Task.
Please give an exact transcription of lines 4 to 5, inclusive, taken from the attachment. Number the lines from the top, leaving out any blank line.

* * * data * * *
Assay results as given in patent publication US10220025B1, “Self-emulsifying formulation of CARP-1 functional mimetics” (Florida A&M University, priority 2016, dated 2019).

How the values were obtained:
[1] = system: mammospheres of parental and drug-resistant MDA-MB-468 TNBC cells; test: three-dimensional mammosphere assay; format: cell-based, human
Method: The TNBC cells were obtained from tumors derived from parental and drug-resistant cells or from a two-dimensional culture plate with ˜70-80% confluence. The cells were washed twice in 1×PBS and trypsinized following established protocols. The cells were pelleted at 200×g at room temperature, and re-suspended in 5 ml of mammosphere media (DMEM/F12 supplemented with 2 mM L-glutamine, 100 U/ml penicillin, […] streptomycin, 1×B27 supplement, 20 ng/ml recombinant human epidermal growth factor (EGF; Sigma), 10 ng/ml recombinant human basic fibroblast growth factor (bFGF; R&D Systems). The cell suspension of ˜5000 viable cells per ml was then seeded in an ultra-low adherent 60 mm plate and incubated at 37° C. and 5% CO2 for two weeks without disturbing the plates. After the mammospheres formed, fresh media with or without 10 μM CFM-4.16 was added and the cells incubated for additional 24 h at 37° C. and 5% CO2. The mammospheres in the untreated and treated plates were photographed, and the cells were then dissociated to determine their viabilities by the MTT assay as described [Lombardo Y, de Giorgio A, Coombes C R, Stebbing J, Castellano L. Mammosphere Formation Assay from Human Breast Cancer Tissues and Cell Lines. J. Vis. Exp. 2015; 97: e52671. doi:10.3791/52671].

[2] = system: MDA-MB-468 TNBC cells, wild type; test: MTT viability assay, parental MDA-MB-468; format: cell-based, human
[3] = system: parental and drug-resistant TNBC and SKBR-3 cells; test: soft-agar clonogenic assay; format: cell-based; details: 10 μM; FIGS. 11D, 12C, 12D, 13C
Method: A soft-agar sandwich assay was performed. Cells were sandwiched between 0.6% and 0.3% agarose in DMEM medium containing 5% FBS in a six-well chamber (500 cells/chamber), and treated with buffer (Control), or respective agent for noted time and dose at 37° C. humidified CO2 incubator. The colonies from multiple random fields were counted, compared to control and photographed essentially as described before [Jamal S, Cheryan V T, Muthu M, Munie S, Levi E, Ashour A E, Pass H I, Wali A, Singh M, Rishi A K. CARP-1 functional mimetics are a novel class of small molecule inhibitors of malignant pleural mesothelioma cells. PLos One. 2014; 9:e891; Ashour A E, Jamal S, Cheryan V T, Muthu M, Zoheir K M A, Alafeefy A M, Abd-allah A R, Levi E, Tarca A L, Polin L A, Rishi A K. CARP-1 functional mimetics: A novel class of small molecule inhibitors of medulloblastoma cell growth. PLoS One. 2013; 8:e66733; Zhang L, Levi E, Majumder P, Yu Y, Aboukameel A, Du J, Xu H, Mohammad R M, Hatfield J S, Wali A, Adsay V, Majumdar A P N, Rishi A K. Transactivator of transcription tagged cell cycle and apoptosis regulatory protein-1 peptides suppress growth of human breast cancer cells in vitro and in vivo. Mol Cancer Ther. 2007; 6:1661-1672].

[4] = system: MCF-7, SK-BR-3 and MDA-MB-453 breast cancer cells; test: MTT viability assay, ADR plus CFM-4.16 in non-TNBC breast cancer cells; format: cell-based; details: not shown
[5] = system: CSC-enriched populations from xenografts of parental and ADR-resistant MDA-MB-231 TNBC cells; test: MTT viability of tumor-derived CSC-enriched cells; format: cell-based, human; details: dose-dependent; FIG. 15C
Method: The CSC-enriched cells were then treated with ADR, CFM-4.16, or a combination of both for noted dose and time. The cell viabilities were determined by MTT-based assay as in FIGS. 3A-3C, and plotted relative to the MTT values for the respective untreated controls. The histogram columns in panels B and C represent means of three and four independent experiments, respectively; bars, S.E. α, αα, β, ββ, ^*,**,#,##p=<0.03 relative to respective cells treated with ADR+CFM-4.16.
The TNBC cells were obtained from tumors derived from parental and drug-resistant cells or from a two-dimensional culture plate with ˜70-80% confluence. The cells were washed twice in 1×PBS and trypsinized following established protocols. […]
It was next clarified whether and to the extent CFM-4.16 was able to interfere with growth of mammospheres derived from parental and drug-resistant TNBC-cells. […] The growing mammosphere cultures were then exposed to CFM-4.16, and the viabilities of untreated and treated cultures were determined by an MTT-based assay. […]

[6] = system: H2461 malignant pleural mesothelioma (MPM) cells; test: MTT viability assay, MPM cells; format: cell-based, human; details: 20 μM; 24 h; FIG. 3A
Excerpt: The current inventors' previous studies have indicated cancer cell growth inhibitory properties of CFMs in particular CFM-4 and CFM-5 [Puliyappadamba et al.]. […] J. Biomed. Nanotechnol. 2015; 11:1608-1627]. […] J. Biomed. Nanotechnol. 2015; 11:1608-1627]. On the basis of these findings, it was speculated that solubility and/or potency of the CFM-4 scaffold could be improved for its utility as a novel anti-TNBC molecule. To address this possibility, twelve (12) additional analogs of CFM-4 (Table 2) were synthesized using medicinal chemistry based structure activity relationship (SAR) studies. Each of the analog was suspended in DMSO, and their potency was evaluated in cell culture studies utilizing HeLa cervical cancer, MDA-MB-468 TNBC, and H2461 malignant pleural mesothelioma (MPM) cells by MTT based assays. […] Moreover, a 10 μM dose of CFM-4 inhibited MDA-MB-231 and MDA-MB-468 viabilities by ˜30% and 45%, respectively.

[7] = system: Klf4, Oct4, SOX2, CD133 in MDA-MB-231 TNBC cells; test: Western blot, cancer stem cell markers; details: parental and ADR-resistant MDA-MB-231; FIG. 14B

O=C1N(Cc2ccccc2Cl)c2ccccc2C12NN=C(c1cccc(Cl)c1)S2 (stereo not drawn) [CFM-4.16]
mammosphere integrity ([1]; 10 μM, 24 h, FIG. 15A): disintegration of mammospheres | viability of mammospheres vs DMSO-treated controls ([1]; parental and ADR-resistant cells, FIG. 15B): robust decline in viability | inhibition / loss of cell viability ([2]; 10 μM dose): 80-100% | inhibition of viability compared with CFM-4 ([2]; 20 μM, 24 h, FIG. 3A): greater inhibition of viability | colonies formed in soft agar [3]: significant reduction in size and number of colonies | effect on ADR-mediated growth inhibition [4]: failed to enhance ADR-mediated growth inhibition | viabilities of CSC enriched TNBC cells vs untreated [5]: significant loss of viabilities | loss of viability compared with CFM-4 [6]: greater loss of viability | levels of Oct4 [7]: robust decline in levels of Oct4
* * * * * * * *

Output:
Method: The TNBC cells were obtained from tumors derived from parental and drug-resistant cells or from a two-dimensional culture plate with ˜70-80% confluence. The cells were washed twice in 1×PBS and trypsinized following established protocols. The cells were pelleted at 200×g at room temperature, and re-suspended in 5 ml of mammosphere media (DMEM/F12 supplemented with 2 mM L-glutamine, 100 U/ml penicillin, […] streptomycin, 1×B27 supplement, 20 ng/ml recombinant human epidermal growth factor (EGF; Sigma), 10 ng/ml recombinant human basic fibroblast growth factor (bFGF; R&D Systems). The cell suspension of ˜5000 viable cells per ml was then seeded in an ultra-low adherent 60 mm plate and incubated at 37° C. and 5% CO2 for two weeks without disturbing the plates. After the mammospheres formed, fresh media with or without 10 μM CFM-4.16 was added and the cells incubated for additional 24 h at 37° C. and 5% CO2. The mammospheres in the untreated and treated plates were photographed, and the cells were then dissociated to determine their viabilities by the MTT assay as described [Lombardo Y, de Giorgio A, Coombes C R, Stebbing J, Castellano L. Mammosphere Formation Assay from Human Breast Cancer Tissues and Cell Lines. J. Vis. Exp. 2015; 97: e52671. doi:10.3791/52671].

[2] = system: MDA-MB-468 TNBC cells, wild type; test: MTT viability assay, parental MDA-MB-468; format: cell-based, human